One year ago today, the first case of a mysterious ailment first found in China was found outside its borders – in Thailand. Though it wasn’t announced until six days later and had no name beyond being called the Wuhan pneumonia for its emergence in the city of that name, it was the virus’ first step in plunging the world into a year of chaos and heartbreak.
Three-hundred-sixty-five days later, a second-wave of infections is burning through Thailand, which is expected today to cross the threshold of 10,000 infections. With restrictions on travel and life coming down hard again, many in the capital wonder when they might obtain one of the many vaccines coming on the market.
And for Thailand’s foreign residents, that oft-asked question usually comes with a skeptical assessment.
Coconuts Bangkok reached out to those who might know the answer and found out that, while health officials insist plans are not yet set in stone for the vaccine’s free rollout, citizens will likely be first priority.
A Disease Control Department representative, who refused to identify himself for fear of upsetting his higher-ups, told Coconuts Bangkok that some of the free doses may become available to some foreigners.
“Foreigners who work and pay taxes in Thailand might get it, but I’m pretty sure they will have to wait behind Thai nationals, unless they have changed their nationality,” he said in a phone interview.
Thailand plans to inoculate 33 million people for free starting in February when they are available.
He cited the existing inequities in the system under which foreigners are billed an additional THB500 for coronavirus tests at Bangkok’s public hospitals. That’s a considerable markup from the least expensive test available to Thais at THB1,500.
Specific conditions for which Thais or expats to receive the vaccine haven’t been discussed yet, government spokesperson Kemmika Intanin told Coconuts Bangkok. She said further announcements would be made after the first batch of vaccines arrive.
Distribution priorities haven’t been finalized, but a plan to put medical personnel first has been approved by the cabinet. Today, officials said those most vulnerable to the disease – likely the elderly and those with pre-existing conditions – will be able to register later this month. More details will be announced soon.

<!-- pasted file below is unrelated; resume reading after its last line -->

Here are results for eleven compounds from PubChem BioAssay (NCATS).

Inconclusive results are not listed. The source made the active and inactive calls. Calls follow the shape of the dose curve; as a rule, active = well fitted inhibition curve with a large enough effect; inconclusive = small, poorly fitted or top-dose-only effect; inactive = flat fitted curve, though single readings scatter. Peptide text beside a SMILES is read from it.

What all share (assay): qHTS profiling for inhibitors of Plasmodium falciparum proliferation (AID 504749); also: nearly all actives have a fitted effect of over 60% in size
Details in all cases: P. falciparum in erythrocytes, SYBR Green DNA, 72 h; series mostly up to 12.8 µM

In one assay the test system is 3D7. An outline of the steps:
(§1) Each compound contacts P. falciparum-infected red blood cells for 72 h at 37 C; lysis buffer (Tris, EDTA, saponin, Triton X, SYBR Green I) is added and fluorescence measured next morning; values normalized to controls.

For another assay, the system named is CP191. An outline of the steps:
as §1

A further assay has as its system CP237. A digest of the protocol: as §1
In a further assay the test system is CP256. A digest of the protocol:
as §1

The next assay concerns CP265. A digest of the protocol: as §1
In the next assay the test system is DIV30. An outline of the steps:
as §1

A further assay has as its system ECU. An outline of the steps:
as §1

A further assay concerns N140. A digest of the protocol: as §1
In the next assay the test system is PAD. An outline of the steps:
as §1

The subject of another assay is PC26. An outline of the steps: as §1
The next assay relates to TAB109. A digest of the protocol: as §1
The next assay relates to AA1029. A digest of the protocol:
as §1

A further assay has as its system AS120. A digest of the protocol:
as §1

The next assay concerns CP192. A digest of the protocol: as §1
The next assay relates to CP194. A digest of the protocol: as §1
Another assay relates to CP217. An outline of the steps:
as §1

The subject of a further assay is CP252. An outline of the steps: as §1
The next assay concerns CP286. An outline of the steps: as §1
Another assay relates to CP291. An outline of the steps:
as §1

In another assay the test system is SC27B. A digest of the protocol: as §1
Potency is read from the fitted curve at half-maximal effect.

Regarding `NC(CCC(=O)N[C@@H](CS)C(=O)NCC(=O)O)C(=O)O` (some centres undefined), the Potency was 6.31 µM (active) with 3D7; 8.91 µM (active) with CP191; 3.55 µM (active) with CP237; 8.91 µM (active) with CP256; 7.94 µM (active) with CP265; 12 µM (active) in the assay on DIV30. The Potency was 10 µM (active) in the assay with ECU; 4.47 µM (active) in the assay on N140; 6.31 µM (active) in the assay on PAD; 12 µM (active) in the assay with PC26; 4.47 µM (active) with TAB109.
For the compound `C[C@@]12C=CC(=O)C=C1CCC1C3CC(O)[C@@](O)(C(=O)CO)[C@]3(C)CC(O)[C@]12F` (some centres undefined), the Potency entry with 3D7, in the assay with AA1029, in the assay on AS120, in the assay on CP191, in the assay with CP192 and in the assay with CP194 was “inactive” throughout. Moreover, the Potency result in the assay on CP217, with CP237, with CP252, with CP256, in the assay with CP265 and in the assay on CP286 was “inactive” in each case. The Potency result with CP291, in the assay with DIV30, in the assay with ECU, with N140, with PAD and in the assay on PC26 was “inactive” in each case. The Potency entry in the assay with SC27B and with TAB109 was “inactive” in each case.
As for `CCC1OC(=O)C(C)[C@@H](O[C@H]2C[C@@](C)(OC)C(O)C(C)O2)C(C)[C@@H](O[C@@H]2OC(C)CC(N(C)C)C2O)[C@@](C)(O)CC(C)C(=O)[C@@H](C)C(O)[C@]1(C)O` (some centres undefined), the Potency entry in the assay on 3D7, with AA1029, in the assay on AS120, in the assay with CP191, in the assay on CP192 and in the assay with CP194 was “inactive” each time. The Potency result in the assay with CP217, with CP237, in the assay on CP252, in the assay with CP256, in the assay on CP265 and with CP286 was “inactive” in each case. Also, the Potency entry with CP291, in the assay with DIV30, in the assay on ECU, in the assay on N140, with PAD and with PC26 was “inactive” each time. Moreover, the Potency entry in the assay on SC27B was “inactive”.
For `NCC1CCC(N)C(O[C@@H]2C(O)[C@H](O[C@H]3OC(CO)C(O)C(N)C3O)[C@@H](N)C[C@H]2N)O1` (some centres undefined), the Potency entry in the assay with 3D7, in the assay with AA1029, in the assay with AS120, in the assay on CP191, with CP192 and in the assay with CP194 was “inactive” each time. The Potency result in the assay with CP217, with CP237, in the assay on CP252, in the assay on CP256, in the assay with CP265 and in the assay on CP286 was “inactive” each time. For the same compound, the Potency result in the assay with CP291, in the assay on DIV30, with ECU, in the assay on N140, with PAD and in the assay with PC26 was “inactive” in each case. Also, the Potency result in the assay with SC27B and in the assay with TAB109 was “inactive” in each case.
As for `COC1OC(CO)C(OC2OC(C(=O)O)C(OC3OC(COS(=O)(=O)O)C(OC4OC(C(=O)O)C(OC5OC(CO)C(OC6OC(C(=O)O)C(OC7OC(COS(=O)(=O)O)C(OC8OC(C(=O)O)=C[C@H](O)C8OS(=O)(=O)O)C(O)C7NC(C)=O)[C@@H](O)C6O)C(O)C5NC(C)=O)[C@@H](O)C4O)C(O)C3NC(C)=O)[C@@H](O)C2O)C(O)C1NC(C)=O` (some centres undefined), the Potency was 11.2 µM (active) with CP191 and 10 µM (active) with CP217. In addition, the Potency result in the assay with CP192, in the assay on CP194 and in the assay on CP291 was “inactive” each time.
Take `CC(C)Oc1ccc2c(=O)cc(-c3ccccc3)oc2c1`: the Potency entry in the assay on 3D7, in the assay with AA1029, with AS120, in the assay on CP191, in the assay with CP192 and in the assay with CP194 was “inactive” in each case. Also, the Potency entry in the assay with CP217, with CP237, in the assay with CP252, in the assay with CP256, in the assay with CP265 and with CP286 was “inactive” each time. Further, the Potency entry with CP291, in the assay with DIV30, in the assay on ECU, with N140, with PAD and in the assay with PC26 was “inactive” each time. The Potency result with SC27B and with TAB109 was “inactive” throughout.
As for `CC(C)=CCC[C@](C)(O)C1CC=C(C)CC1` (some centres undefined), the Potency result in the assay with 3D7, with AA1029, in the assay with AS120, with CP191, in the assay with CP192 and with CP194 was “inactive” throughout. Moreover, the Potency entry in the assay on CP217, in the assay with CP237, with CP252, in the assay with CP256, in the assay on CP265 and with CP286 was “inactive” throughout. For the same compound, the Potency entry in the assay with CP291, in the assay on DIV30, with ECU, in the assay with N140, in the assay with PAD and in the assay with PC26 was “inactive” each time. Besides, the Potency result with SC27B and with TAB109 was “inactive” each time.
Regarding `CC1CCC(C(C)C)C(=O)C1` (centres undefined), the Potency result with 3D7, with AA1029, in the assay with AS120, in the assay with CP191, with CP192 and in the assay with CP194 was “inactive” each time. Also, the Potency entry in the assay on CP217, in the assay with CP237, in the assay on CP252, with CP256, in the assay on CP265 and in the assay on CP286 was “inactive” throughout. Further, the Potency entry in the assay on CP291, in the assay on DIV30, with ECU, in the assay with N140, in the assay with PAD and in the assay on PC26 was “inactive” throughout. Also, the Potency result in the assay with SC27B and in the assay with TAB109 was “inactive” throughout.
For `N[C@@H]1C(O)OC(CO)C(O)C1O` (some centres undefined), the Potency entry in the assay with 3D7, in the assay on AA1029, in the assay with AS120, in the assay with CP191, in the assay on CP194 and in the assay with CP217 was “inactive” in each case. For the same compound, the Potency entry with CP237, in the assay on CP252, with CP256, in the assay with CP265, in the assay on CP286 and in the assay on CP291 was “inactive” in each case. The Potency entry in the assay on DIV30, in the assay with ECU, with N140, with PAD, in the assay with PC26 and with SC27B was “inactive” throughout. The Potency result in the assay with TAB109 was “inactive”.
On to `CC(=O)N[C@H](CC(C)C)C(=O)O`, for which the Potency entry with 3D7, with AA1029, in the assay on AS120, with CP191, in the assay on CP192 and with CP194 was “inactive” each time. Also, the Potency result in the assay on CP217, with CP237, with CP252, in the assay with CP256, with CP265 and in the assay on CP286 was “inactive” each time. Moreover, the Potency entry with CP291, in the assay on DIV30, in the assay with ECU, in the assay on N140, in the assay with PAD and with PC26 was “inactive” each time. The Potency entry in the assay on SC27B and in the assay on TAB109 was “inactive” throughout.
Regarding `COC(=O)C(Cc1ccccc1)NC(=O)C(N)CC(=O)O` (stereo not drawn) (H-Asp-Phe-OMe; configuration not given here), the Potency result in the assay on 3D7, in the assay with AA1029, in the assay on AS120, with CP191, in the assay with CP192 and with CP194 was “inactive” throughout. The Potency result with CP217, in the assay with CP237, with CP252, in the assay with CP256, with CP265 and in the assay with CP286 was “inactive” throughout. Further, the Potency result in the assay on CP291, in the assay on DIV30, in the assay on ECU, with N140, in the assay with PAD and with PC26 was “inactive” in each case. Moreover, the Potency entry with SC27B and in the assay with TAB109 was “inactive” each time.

The majority will have to wait until May when 26 million AstraZeneca Oxford doses become available, which will cover 13 million people, as each requires two doses.
However, a small, first batch of 200,000 doses is expected from China’s Sinovac Biotech in February. Its vaccine, CoronaVac, has not completed its Phase III trials, which are still underway. Preliminary findings show it to be 91% effective.
The AstaZeneca vaccine has completed trials and been approved for use in several nations with stringent requirements, but at 70% is much less effective than some of its competitors.
The government is negotiating for more stock from COVAX, the WHO-led program created to share the vaccine with less wealthy nations.
Health officials this morning announced another 205 cases, of which 173 involved local transmission. Thirty-seven were found in Bangkok, and another 16 migrant workers were found to have been afflicted.
That brought the total, one-year caseload to 9,841 infections, with 67 fatalities, as of this morning.
Clarification: An earlier version of this story omitted that the representative was speaking for the Health Ministry’s Disease Control Department.
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